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Macro trends in the tech industry | October 2022

Whenever we publish a Technology Radar, I take a look at broader trends within the technology industry that don’t necessarily make it onto the radar as blips or themes. Creating the Radar is an excellent chance to dissect what’s going on in the software world; here’s the latest.

FinOps, GreenOps and sustainability


As more organizations finally complete their moves into the cloud, many are asking themselves when the promised cost savings will materialize. Unfortunately it’s quite common for IT expenditure to increase in the cloud, especially when a simplistic “lift and shift” strategy is used. It’s easy to end up with “cloud sprawl” because, unlike in a traditional physical data center, there’s nothing preventing you from spinning up more instances, using more servers, creating more environments and running up that cloud bill at the end of the month.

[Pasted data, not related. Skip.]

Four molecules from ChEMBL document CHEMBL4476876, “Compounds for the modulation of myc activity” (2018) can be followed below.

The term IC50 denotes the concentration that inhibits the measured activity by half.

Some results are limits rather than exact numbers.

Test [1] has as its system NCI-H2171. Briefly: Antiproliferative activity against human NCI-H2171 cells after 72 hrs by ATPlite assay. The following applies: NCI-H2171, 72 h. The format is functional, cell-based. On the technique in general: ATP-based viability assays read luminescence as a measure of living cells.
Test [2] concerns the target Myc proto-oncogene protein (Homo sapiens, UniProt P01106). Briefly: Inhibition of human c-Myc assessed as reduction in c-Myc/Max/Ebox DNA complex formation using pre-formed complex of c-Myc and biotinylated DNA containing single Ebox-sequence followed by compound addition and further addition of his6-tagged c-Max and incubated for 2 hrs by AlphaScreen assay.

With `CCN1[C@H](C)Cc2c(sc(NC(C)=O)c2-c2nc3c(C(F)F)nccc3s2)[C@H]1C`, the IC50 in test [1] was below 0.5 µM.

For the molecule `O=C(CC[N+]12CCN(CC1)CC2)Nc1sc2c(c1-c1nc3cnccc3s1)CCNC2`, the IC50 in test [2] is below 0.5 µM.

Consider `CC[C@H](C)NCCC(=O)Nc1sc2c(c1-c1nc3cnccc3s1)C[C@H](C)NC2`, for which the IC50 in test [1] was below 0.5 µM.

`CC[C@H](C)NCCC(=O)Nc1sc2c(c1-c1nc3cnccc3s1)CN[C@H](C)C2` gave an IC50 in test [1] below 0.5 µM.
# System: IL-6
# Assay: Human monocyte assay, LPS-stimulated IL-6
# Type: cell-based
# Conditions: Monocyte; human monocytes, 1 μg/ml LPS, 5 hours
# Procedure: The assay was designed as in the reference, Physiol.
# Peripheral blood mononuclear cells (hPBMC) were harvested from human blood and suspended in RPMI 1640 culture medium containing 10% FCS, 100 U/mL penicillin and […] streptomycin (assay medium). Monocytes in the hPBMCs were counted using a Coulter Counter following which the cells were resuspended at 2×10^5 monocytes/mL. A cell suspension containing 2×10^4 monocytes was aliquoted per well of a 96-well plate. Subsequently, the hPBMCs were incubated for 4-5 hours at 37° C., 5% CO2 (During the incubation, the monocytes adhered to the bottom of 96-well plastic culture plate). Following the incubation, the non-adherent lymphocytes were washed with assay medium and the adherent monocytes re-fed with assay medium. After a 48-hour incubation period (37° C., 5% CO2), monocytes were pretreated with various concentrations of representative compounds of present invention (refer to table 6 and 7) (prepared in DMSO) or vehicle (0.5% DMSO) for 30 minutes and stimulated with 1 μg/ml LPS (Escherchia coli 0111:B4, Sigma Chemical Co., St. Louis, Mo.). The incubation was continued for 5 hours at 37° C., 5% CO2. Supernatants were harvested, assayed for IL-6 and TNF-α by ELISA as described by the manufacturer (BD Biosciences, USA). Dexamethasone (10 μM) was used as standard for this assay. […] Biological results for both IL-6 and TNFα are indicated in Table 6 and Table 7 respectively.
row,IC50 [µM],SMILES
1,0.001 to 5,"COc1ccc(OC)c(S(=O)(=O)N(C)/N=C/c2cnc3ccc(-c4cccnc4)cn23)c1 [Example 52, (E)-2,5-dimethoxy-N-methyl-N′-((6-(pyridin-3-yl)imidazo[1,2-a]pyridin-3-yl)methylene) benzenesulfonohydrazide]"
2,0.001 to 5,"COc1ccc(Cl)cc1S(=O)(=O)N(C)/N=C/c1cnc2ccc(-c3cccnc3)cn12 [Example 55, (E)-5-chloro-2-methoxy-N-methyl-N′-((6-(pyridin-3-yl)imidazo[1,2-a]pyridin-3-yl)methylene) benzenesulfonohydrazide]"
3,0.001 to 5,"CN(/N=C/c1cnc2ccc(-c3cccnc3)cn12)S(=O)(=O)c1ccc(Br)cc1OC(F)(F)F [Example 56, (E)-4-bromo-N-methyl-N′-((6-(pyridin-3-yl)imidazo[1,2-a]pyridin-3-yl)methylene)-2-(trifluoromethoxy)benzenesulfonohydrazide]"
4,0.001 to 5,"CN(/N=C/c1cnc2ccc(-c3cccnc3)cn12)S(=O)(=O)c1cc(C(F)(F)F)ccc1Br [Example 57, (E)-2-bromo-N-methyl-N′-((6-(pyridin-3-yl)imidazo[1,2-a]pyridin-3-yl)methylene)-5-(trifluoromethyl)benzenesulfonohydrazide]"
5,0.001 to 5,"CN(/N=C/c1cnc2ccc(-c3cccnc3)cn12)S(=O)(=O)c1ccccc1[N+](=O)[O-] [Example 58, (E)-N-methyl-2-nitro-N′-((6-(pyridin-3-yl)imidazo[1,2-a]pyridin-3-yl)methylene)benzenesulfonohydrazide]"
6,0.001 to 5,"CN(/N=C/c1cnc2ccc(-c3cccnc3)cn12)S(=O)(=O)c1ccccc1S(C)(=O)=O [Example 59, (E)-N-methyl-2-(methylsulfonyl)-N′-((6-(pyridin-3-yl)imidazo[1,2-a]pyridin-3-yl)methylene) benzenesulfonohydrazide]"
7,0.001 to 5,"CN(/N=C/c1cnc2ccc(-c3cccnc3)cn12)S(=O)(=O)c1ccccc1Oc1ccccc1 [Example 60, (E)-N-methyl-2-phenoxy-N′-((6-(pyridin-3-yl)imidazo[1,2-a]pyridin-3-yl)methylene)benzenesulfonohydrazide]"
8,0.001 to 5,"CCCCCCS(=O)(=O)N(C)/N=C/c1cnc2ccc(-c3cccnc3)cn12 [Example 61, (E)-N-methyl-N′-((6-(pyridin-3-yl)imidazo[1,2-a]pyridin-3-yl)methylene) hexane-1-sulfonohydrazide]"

FinOps is an approach that fosters optimal cloud usage by giving product teams visibility and responsibility over their own cloud expenditure. Just as DevOps taught us that operability improves when development teams are responsible for operating their software, FinOps works through the hypothesis that cloud spend is best controlled when teams are responsible for managing development, infrastructure and financial trade-offs — with the right support. A key insight of FinOps is that to maximize return on investment, we need to optimize for unit cost, rather than overall cost. Broad “cost cutting” drives from infrastructure or IT departments aren’t effective because they aren’t in a position to understand which parts of the spend are valuable and which aren’t. The definitive Cloud FinOps from O’Reilly is a great book to read on the topic, and FinOps Foundation offers training and certification for people looking to take this further.


One of my colleagues once described cloud computing as “a fancy way to charge for electricity” and this leads to an interesting overlap — optimizing cloud usage tends to lead to a reduction in emissions and better sustainability numbers. It’s often easier to get people interested in FinOps by using a sustainability argument than just the dollar figures, and this leads to the related field of GreenOps.